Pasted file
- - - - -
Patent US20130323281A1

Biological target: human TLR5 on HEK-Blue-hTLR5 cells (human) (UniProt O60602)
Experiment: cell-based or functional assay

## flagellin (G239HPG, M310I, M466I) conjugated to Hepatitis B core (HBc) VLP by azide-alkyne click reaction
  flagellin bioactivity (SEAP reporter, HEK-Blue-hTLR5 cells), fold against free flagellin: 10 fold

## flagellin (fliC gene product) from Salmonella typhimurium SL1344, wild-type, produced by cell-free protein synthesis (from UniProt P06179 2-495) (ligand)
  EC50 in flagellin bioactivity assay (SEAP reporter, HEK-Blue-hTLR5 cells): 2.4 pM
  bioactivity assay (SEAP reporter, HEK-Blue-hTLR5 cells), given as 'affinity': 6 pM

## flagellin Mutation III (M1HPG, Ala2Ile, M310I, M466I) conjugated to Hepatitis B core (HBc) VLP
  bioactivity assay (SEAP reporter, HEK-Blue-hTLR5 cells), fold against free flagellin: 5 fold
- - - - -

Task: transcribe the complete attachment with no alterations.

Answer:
Patent US20130323281A1

Biological target: human TLR5 on HEK-Blue-hTLR5 cells (human) (UniProt O60602)
Experiment: cell-based or functional assay

## flagellin (G239HPG, M310I, M466I) conjugated to Hepatitis B core (HBc) VLP by azide-alkyne click reaction
  flagellin bioactivity (SEAP reporter, HEK-Blue-hTLR5 cells), fold against free flagellin: 10 fold

## flagellin (fliC gene product) from Salmonella typhimurium SL1344, wild-type, produced by cell-free protein synthesis (from UniProt P06179 2-495) (ligand)
  EC50 in flagellin bioactivity assay (SEAP reporter, HEK-Blue-hTLR5 cells): 2.4 pM
  bioactivity assay (SEAP reporter, HEK-Blue-hTLR5 cells), given as 'affinity': 6 pM

## flagellin Mutation III (M1HPG, Ala2Ile, M310I, M466I) conjugated to Hepatitis B core (HBc) VLP
  bioactivity assay (SEAP reporter, HEK-Blue-hTLR5 cells), fold against free flagellin: 5 fold